The Pentagon had hoped to base troops in Turkey so it could attack both from
the north and from Kuwait in the south. The troops could be used to seize
oil fields and defend the northern Iraqi region of Kurdistan.

Defense Secretary Donald Rumsfeld and Gen. Richard Myers, chairman of the
Joint Chiefs of Staff, held out faint hope that Turkey might reverse itself.
But both expressed confidence that the United States could win in Iraq
without Turkish support for ground troops.

''It will introduce a few more variables into the equation, but in the end,
the outcome will be the same,'' Myers said.

There is a chance the Turkish parliament could convene for another vote. But
Turkish officials said it was unlikely before March 20. That would follow
Sunday's elections and the formation of a new government.

That timetable is almost certainly unacceptable to the Pentagon. Even if the
Turks' decision were reversed, it still would take at least an additional
two weeks to unload and move the 4th Infantry Division's equipment. That
would push the earliest starting date for war into early April.

The Pentagon has alternative invasion plans that could include using
paratroopers and infantry soldiers who would be flown to northern Iraq. The
lighter force would be less lethal than the 4th Infantry Division, which has
the Army's most modern battle tanks.

Among the Army troops that could be used to seize areas in northern Iraq are
elements of the 82nd Airborne Division and the 101st Airborne Division in
Kuwait and the 173rd Airborne Brigade in Vicenza, Italy.

The 101st, based at Fort Campbell, Ky., would bring about 250 helicopters
and is the most mobile Army division. The division, awaiting its equipment
by ship, should be ready for combat in about two weeks, a military official

If the 4th Infantry Division couldn't go to Turkey, its equipment would be
moved to Kuwait, which would take about 10 to 14 days.

by Soraya Sarhaddi Nelson
The State, 7th March

AHWAZ, Iran - (KRT) - Iranian officials are building at least seven refugee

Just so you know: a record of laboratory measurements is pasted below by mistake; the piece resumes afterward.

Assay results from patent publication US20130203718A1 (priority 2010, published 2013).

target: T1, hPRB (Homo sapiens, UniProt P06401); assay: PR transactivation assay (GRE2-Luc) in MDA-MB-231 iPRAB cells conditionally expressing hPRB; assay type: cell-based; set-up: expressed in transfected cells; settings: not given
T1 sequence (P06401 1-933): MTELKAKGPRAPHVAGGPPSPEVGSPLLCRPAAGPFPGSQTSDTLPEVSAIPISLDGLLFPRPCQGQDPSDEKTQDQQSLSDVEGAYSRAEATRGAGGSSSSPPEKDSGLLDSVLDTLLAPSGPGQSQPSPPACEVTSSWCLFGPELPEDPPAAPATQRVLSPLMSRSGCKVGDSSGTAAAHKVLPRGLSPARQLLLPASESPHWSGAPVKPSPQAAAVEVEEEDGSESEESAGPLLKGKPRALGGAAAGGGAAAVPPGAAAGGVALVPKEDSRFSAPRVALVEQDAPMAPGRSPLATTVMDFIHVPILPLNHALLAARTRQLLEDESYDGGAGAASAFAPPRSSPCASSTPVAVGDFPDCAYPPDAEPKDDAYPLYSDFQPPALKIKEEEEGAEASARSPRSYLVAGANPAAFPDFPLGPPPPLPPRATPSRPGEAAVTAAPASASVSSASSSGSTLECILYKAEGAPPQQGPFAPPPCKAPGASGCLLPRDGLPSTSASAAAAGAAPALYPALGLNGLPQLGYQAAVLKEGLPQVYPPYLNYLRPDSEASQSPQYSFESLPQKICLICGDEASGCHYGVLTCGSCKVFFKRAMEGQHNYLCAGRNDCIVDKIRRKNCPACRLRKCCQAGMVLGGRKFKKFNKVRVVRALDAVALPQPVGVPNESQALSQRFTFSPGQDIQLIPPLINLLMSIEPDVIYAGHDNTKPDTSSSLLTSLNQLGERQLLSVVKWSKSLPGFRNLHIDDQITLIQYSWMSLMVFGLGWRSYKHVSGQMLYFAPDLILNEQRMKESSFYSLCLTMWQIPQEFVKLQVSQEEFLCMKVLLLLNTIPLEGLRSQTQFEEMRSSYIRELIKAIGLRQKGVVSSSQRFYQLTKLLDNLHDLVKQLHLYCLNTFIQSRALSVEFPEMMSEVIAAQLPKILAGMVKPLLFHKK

camps inside their country that could stay empty for lack of international
funding, despite an expected flood of refugees if the United States invades

"The international community has let (Iran) down," Ruud Lubbers, the U.N.
High Commissioner for Refugees, told Knight Ridder after a tour of camps in
the southwestern Iranian province of Khoozestan. "All they are talking about
is politics in New York."

Iran has vowed to seal its border with Iraq during a U.S.-led war unless the
international community provides funding for the camps, which are designed
to accommodate the quarter-million Iraqis who are expected to flee here when
fighting begins.

Most of the refugees are expected to be Shiite Muslims from southern Iraq
who will be caught between Saddam Hussein's forces and U.S. and British
troops attacking from Kuwait. Iran is a predominantly Shiite nation. Shiites
are the majority in Iraq as well, although Saddam's government discriminates
against them.

So far, the U.N. agency has spent $25 million on supplies and administrative
costs in anticipation of Iraqi refugees but received only $16 million from
international donors, according to a spokeswoman for its Tehran office.

At least $125 million will be needed to fulfill all U.N. responsibilities
toward refugees, officials estimated.

Iran's budget for the anticipated Iraqi refugees runs out this month, and
there appear to be no plans to replenish it.

Iranian leaders insist that their policy is to close the door to Iraqi
refugees and keep it locked until the international community commits to
paying for them. They concede that Iran's largely uninhabited, 911-mile
border with Iraq can't be completely sealed and that their Islamic faith
requires them to help refugees in need.

Lubbers said he was pleased with the progress he saw at several camps being
erected near Yazd-e-No and Bostan - towns about 100 miles northwest of the
provincial capital of Ahwaz. At the sites, land was being groomed for tents,
electrical wires were being strung and roads being built, he said. There is
still no drinkable water, but Iranian officials are working on resolving
that issue, Lubbers said.

"They are working on the camps, but the point is how long can they continue
without money?" Lubbers asked. "It's remarkable how they (Iranian aid
workers) are in good spirits considering" the financial difficulties.

Lubbers said he also approved of Iran building its newest camps on Iranian
soil. The Dutch born commissioner had clashed with the Iranian government
over its Afghan refugee policy in 2001, when Iran set up camps a few miles
inside Afghanistan, a practice Lubbers said threatened the safety of
refugees and aid workers.

The argument was never resolved, and the U.N. refused to send its workers to
the camps.

Iran, which houses more refugees than any other country in the world,
shelters 200,000 Iraqi refugees, according to United Nations officials.

Roughly 1.3 million Iraqi Kurds and Arabs fled to Iran in the aftermath of
the last Gulf War - three times more refugees than the U.N. prepared for.
Most of the refugees remained in Iran for four months, costing the
government tens of millions of dollars in food and supplies.

by Peter Spiegel
Financial Times, 7th March

In an address just over a year ago, President George W. Bush argued that the
Japanese attack on Pearl Harbour was, in some ways, a blessing in disguise.